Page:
Born on October 3, 1915 Anthony “Tony” Murdico was just eight years old when he, his parents and four brothers moved to Amsterdam, NY in 1923 all the way from Reggio di Calabria, Italy. By the time he was fourteen, he had a job in the Mohawk Carpet Mills and he advanced steadily until he was given the coveted position of weaver.
Organized labor attempted to infiltrate the mills in 1942, when the CIO (Congress of Industrial Organizations) inducted the State Labor Board to conduct an election to form a local chapter. Despite plenty of pressure from management, the workers voted to unionize and Local 489 was formed. Its first Shop Steward was Tony Murdico.
If you’re familiar with the structure of labor unions, you know the Shop Steward position is a key to any local chapter’s ability to be effective, especially at its inception. It is the position that recruits new members, makes sure they are performing according to contract, supports them in any workplace issues with management and develops the spirit of unity that is so essential to gaining the strength and leverage necessary to bargain collectively with effectiveness. Tony did a solid job in the position. In 1946 he became the local’s Recording Secretary and in 1952, he ran for President and won. His leadership was put to the test almost immediately when that same year, Local 489 joined textile workers at factories throughout the Northeastern US that went on strike for increased wages. In Amsterdam, it was known as the “big strike” and it lasted for 12 long weeks. In the end, the workers got an 11-cent increase in their hourly wage and though Tony would vocally resent the meagerness of that raise for the rest of his life, his members had remained unified and their respect for Murdico’s leadership grew. Murdico would remain chief executive of the Local for the next 27 years. He also served as President of the Amsterdam Joint Board of CIO, which included Chalmers, Fownes, Bigelow-Sanford and Mohawk Mills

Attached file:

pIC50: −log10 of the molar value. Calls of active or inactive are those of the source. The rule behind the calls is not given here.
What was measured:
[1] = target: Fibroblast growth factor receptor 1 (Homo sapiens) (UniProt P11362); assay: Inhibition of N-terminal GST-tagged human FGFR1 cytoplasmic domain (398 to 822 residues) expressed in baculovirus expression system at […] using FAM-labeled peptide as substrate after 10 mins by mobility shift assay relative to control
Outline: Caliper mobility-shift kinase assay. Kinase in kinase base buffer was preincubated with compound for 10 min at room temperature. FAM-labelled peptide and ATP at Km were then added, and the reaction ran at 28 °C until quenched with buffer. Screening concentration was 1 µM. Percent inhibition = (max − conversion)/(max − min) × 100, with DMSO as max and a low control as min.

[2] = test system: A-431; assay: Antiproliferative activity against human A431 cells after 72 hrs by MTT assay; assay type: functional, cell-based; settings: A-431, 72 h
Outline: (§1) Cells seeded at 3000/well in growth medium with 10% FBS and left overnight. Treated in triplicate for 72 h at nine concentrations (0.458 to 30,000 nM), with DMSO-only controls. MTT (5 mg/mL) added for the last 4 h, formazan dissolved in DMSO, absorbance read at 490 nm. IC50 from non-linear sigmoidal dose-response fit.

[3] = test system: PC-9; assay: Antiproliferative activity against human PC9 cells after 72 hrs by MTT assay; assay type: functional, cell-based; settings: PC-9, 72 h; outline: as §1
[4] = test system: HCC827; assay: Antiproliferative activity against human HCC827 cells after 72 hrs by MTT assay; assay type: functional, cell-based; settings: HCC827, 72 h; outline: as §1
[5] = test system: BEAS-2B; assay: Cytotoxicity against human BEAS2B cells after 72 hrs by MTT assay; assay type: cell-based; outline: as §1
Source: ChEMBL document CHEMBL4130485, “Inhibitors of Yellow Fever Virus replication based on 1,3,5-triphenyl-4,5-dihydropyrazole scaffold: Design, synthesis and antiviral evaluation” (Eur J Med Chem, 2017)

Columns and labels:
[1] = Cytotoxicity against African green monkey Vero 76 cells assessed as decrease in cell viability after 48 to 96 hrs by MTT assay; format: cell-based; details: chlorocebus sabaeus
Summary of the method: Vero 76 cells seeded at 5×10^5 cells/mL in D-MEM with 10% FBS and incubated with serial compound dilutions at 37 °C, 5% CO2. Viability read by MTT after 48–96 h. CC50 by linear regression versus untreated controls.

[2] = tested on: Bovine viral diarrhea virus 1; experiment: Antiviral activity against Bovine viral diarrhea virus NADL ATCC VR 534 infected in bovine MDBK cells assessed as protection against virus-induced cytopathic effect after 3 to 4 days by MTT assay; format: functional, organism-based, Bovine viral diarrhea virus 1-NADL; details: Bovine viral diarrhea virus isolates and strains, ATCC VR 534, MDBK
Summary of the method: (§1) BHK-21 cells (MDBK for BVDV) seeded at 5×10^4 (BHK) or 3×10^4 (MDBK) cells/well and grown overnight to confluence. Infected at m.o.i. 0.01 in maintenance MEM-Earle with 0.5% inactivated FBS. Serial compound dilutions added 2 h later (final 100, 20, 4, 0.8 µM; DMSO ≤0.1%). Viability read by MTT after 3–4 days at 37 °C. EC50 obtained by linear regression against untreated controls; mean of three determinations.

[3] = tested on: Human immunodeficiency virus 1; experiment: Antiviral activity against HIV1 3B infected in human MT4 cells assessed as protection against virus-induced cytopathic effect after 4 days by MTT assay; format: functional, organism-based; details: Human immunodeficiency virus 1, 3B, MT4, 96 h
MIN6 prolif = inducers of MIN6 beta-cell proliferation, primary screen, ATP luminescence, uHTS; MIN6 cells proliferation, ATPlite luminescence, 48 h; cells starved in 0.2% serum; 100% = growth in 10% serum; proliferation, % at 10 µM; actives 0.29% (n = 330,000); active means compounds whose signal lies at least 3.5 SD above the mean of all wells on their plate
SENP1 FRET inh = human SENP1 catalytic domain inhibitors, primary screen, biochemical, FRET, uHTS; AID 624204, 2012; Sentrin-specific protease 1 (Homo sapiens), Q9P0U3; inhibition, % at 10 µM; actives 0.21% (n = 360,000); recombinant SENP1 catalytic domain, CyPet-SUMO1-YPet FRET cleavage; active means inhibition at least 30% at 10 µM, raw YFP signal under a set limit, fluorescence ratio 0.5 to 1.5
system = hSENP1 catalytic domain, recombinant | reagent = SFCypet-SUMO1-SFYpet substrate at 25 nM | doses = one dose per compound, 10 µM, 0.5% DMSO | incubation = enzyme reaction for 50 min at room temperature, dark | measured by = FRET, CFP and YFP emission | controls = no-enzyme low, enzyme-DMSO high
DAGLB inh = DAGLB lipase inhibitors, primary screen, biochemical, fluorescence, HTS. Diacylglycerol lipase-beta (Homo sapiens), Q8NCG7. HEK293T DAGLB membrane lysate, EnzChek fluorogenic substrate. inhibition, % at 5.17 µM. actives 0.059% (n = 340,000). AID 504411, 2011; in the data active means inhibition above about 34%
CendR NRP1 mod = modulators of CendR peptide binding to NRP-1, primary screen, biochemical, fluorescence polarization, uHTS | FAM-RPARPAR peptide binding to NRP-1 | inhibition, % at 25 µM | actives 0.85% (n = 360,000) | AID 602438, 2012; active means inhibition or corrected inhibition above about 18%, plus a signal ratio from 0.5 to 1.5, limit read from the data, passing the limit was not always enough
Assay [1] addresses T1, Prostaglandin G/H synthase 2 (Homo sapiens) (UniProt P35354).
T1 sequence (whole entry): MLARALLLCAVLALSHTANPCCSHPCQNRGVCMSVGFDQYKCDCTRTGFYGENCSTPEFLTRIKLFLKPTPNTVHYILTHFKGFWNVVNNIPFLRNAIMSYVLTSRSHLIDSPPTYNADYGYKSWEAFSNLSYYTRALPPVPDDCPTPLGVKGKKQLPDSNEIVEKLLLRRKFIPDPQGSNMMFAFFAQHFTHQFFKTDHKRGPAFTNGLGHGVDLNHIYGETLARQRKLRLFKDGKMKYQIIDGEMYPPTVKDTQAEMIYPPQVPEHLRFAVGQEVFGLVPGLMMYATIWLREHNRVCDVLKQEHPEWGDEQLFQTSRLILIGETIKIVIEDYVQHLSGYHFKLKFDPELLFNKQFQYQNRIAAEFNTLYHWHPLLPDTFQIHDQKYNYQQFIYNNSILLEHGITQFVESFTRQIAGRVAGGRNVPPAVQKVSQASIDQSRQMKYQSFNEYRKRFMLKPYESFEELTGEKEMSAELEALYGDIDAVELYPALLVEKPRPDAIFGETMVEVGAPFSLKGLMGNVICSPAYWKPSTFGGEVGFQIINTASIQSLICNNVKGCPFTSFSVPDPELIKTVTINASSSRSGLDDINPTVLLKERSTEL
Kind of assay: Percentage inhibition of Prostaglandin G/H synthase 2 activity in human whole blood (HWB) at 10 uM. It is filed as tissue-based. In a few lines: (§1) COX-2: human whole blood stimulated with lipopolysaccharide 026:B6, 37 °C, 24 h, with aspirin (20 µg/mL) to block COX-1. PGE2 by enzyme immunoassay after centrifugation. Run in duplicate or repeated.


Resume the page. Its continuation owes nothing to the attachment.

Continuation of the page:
As meager as that eleven-cent raise seemed, Mohawk’s management was not happy their workers had organized. They began looking south to the non-union labor markets and sure enough, within a few short years they started transferring large scale manufacturing operations in that direction. By 1969, the last 250 of what used to be 4,000 manufacturing jobs in Amsterdam’s carpet industry were eliminated.
By then the company was called Mohasco and Tony continued working there until 1980, retiring after a total of 51 years of employment. He and his first wife Marina raised a son and a daughter. After Marina passed away, he married his second wife, Delores. Tony was an active member of St. Michael’s Church and the Knights of Columbus. He was also a very good baseball and softball player in his day and a pretty talented bowler as well. He served on the city’s Recreation Commission and if you listened to Amsterdam’s local talk radio shows back then, you frequently heard Tony call in to share his knowledge of the Carpet City’s past, passionately present his astute opinions on the issues of the day or give listeners an update on the ripeness and quality of this year’s tomato patch. One of the saddest days of his life occurred in 1992 when the Mohasco complex erupted into flames. He stood across the street from the inferno, watching with tears in his eyes. Tony lived to be 97 years old, passing away a week before Christmas in 2008. He was an Amsterdam original.
This Amsterdam born, nationally recognized cardiologist was also born on October 3.